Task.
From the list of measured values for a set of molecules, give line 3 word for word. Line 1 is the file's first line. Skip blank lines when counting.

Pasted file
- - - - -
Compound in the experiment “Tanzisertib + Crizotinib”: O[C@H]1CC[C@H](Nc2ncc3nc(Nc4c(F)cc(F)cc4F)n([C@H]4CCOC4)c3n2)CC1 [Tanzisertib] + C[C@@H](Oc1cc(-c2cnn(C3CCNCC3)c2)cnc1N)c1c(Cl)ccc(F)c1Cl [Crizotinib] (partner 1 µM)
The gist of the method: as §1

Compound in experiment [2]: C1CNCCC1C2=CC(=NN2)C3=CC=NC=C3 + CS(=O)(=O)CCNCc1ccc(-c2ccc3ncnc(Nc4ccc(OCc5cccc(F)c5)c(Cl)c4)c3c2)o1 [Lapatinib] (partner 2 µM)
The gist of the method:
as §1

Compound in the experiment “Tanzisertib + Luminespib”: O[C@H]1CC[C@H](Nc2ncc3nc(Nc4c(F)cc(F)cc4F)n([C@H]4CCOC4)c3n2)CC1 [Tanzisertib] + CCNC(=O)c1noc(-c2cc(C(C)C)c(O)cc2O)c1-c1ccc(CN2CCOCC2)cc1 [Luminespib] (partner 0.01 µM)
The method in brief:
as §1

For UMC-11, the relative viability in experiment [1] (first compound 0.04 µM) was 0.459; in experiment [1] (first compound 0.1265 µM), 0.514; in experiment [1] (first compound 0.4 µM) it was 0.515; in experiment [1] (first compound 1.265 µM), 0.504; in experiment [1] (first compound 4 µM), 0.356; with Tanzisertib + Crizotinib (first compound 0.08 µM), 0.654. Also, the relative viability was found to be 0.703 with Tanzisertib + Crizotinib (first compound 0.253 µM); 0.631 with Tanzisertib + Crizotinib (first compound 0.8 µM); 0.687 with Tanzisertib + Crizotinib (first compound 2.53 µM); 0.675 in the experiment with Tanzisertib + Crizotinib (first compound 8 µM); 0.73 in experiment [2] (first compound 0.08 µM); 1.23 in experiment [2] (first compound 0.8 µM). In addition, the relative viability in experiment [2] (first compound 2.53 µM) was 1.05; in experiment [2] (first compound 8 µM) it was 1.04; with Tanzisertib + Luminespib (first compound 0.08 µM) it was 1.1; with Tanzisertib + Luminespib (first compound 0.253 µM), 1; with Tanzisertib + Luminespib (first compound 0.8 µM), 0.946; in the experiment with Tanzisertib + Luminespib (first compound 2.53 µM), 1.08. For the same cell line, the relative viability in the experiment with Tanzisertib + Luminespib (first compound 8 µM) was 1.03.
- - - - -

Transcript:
Compound in experiment [2]: C1CNCCC1C2=CC(=NN2)C3=CC=NC=C3 + CS(=O)(=O)CCNCc1ccc(-c2ccc3ncnc(Nc4ccc(OCc5cccc(F)c5)c(Cl)c4)c3c2)o1 [Lapatinib] (partner 2 µM)